from Jonah Goldberg at National Review, A Conspiracy against the People

Steel and aluminum producers are a faction. They are aided by a larger faction — i.e., voters who have a greater grasp of their own nostalgia than on economic realities. And they have a sympathetic ear in the White House. Not long ago, Republicans waxed quite righteous about the Obama administration “picking winners and losers” in the economy. I’m at a loss as to why we should stop now.

The funny thing is that this move toward protection is celebrated or condemned as a fulfillment of Trump’s “populist” agenda. I get that we label protectionism “populist” these days — though I’m old enough to remember when protectionism was a technocratic cause. But populism is supposed to mean putting the interests of “the people” first. (The problem with populism is that populists never mean all the people; they only mean their people.) And this move isn’t in the interests of most people. How is it “populist” to punish over 300 million consumers and the 6.5 million workers in steel-consuming industries for the benefit of 140,000 workers in the steel-producing industry? Trump says trade wars are “good” — but when other nations retaliate, farmers, truckers, manufacturers, and Americans in general will pay the price.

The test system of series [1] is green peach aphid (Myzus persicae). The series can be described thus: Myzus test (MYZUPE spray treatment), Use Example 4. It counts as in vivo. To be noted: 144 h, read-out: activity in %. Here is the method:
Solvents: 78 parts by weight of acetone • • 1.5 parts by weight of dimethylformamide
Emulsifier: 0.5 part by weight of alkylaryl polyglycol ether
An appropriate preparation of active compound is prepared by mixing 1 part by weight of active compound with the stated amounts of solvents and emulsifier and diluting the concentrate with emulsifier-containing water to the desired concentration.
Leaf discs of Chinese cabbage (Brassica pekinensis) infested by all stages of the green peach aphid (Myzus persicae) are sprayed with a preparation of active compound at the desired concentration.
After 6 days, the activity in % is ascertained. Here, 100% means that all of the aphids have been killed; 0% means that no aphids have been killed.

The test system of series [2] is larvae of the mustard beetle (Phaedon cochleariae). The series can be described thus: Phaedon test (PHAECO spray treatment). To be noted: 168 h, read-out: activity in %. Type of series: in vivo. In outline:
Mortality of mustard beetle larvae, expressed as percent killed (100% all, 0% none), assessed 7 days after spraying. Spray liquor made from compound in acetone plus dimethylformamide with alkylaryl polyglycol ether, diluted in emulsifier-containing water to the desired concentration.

This isn’t populism in any literal meaning of the word; it’s elitism of the rankest sort. The president is abusing a law beyond its intended purpose to heap favor on a specific industry, while telling Americans that they aren’t paying enough for cars, aluminum cans, and countless other goods. Despite the fact that the U.S. steel industry already provides 70 percent of the steel used in America. This is literally conspiracy against the public.


What DT is risking is not just some political points in the rust belt and trade promises. When this trade war ends like all the rest do, and the economy takes a hit- it will not be his stupid trade polices that are blamed, it will be his ‘stupid’ tax cuts.

Jay Cost at National Review addresses why the President and not Congress is making trade policy;  Tariffs and the President. 

We get most of our imported steel from Canada. Is Canada a National Security Risk?